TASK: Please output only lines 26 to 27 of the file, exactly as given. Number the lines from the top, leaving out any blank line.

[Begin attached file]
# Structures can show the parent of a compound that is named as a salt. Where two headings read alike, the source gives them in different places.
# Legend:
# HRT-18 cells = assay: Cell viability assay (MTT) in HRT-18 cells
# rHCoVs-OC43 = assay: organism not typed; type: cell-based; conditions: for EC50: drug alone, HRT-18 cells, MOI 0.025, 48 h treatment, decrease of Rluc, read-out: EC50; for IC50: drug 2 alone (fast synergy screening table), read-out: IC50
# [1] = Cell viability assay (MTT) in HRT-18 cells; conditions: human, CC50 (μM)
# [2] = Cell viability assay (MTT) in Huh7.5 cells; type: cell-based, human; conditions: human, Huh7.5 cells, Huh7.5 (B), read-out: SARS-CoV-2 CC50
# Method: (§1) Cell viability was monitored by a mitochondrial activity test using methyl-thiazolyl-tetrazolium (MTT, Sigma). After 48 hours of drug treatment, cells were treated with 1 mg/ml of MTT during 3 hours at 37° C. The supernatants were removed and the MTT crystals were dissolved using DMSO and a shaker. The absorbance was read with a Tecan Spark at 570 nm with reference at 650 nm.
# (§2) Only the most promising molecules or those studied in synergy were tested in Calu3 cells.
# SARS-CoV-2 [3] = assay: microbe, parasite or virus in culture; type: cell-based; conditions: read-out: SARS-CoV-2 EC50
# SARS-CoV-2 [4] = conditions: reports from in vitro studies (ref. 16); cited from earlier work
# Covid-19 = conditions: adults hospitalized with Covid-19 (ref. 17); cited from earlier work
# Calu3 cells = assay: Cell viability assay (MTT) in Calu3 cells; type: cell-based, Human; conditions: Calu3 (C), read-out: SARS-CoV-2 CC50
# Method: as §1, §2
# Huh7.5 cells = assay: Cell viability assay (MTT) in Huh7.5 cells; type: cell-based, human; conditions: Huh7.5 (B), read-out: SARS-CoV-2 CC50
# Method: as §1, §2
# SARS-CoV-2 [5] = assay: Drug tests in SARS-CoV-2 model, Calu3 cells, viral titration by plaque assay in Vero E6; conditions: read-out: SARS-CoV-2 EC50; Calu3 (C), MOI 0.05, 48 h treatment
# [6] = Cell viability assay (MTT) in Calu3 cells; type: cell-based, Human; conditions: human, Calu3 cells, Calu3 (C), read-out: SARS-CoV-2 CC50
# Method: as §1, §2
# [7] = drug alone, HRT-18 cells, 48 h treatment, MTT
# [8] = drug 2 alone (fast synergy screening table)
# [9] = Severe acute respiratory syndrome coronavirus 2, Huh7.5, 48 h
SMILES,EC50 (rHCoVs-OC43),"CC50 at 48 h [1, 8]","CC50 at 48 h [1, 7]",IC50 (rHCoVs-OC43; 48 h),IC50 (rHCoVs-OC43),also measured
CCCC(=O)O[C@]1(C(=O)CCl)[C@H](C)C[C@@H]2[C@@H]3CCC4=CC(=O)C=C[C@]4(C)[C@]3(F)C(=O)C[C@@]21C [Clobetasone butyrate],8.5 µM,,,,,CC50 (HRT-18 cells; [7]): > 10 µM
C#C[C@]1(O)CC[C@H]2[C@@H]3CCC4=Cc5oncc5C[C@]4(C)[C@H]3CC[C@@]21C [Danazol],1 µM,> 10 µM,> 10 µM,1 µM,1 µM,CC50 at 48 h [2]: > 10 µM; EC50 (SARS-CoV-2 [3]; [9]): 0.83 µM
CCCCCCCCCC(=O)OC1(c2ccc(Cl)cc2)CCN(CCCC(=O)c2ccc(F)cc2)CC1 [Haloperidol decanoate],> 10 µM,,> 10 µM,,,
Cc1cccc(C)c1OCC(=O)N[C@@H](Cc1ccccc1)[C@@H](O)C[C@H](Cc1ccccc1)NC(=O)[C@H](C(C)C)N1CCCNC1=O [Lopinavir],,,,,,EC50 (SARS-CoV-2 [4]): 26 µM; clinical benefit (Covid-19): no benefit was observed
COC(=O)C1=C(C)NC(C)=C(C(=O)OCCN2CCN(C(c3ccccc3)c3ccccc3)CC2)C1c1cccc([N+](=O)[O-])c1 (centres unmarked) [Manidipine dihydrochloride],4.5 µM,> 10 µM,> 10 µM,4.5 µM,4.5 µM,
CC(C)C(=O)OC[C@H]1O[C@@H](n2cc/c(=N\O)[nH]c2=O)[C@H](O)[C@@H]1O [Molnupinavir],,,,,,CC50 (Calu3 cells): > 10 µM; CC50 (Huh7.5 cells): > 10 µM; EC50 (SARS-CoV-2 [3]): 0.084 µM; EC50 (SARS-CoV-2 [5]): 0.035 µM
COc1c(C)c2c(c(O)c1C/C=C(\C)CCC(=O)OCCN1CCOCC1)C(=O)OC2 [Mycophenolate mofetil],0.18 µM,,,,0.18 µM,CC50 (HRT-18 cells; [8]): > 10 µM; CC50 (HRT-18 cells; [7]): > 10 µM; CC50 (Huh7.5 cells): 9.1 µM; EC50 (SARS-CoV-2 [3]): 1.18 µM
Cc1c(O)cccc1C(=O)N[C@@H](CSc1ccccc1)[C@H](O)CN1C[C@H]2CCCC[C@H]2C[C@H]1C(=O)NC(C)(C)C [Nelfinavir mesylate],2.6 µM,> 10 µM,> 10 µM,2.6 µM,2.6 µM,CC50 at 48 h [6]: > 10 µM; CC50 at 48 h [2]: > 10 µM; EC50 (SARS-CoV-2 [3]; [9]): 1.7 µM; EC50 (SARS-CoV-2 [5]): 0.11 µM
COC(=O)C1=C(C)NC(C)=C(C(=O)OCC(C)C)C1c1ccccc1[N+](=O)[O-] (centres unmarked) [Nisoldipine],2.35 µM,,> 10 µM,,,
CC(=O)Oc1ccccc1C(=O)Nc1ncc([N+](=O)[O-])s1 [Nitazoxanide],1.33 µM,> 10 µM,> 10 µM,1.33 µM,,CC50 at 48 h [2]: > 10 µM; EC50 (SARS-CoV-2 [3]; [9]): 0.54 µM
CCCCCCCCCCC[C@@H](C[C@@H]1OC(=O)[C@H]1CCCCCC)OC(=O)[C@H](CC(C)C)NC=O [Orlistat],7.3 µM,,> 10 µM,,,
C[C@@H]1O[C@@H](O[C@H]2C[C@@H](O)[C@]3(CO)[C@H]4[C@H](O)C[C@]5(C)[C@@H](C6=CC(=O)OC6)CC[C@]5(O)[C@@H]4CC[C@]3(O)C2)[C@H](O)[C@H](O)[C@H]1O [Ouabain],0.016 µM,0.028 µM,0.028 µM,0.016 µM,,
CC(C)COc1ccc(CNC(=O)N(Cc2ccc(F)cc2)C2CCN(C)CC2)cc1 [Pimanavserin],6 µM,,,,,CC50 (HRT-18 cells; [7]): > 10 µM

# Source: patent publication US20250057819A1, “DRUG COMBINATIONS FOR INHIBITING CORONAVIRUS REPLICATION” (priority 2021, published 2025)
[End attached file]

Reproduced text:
Cc1cccc(C)c1OCC(=O)N[C@@H](Cc1ccccc1)[C@@H](O)C[C@H](Cc1ccccc1)NC(=O)[C@H](C(C)C)N1CCCNC1=O [Lopinavir],,,,,,EC50 (SARS-CoV-2 [4]): 26 µM; clinical benefit (Covid-19): no benefit was observed
COC(=O)C1=C(C)NC(C)=C(C(=O)OCCN2CCN(C(c3ccccc3)c3ccccc3)CC2)C1c1cccc([N+](=O)[O-])c1 (centres unmarked) [Manidipine dihydrochloride],4.5 µM,> 10 µM,> 10 µM,4.5 µM,4.5 µM,